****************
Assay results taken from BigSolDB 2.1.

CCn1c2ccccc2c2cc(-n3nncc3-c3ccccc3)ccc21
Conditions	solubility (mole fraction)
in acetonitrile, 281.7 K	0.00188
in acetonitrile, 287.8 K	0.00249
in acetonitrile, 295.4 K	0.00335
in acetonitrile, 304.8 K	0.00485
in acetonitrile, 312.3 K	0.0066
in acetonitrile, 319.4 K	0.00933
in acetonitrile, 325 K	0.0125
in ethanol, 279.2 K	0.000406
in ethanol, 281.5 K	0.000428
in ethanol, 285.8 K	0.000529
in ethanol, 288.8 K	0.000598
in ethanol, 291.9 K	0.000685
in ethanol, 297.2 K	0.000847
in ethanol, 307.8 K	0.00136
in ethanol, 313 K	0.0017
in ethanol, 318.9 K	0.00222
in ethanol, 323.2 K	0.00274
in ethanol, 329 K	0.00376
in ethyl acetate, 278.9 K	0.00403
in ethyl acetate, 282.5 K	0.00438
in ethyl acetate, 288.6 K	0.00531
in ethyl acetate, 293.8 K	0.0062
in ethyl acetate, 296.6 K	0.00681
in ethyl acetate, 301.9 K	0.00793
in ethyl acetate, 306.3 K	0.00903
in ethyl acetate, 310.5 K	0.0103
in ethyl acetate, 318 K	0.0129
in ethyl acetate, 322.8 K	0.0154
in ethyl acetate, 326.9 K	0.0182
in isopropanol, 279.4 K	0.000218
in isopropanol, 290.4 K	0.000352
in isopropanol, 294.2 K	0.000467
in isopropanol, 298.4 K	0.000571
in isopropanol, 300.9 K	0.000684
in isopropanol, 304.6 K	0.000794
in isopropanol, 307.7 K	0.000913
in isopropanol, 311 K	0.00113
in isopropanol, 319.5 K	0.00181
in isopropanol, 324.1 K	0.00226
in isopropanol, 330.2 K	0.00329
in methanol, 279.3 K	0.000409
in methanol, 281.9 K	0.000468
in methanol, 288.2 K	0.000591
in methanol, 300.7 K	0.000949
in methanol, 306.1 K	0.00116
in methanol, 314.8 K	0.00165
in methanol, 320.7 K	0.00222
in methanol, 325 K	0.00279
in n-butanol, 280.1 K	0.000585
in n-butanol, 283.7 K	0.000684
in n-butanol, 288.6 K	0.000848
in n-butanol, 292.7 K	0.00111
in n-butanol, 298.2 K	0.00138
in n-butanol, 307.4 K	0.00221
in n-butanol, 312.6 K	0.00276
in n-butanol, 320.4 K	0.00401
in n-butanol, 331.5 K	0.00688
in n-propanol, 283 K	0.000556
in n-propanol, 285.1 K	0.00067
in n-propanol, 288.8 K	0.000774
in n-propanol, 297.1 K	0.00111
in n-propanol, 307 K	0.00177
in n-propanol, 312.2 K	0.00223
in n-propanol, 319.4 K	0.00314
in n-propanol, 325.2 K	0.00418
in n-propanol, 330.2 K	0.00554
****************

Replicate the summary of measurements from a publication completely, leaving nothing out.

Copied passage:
Assay results taken from BigSolDB 2.1.

CCn1c2ccccc2c2cc(-n3nncc3-c3ccccc3)ccc21
Conditions	solubility (mole fraction)
in acetonitrile, 281.7 K	0.00188
in acetonitrile, 287.8 K	0.00249
in acetonitrile, 295.4 K	0.00335
in acetonitrile, 304.8 K	0.00485
in acetonitrile, 312.3 K	0.0066
in acetonitrile, 319.4 K	0.00933
in acetonitrile, 325 K	0.0125
in ethanol, 279.2 K	0.000406
in ethanol, 281.5 K	0.000428
in ethanol, 285.8 K	0.000529
in ethanol, 288.8 K	0.000598
in ethanol, 291.9 K	0.000685
in ethanol, 297.2 K	0.000847
in ethanol, 307.8 K	0.00136
in ethanol, 313 K	0.0017
in ethanol, 318.9 K	0.00222
in ethanol, 323.2 K	0.00274
in ethanol, 329 K	0.00376
in ethyl acetate, 278.9 K	0.00403
in ethyl acetate, 282.5 K	0.00438
in ethyl acetate, 288.6 K	0.00531
in ethyl acetate, 293.8 K	0.0062
in ethyl acetate, 296.6 K	0.00681
in ethyl acetate, 301.9 K	0.00793
in ethyl acetate, 306.3 K	0.00903
in ethyl acetate, 310.5 K	0.0103
in ethyl acetate, 318 K	0.0129
in ethyl acetate, 322.8 K	0.0154
in ethyl acetate, 326.9 K	0.0182
in isopropanol, 279.4 K	0.000218
in isopropanol, 290.4 K	0.000352
in isopropanol, 294.2 K	0.000467
in isopropanol, 298.4 K	0.000571
in isopropanol, 300.9 K	0.000684
in isopropanol, 304.6 K	0.000794
in isopropanol, 307.7 K	0.000913
in isopropanol, 311 K	0.00113
in isopropanol, 319.5 K	0.00181
in isopropanol, 324.1 K	0.00226
in isopropanol, 330.2 K	0.00329
in methanol, 279.3 K	0.000409
in methanol, 281.9 K	0.000468
in methanol, 288.2 K	0.000591
in methanol, 300.7 K	0.000949
in methanol, 306.1 K	0.00116
in methanol, 314.8 K	0.00165
in methanol, 320.7 K	0.00222
in methanol, 325 K	0.00279
in n-butanol, 280.1 K	0.000585
in n-butanol, 283.7 K	0.000684
in n-butanol, 288.6 K	0.000848
in n-butanol, 292.7 K	0.00111
in n-butanol, 298.2 K	0.00138
in n-butanol, 307.4 K	0.00221
in n-butanol, 312.6 K	0.00276
in n-butanol, 320.4 K	0.00401
in n-butanol, 331.5 K	0.00688
in n-propanol, 283 K	0.000556
in n-propanol, 285.1 K	0.00067
in n-propanol, 288.8 K	0.000774
in n-propanol, 297.1 K	0.00111
in n-propanol, 307 K	0.00177
in n-propanol, 312.2 K	0.00223
in n-propanol, 319.4 K	0.00314
in n-propanol, 325.2 K	0.00418
in n-propanol, 330.2 K	0.00554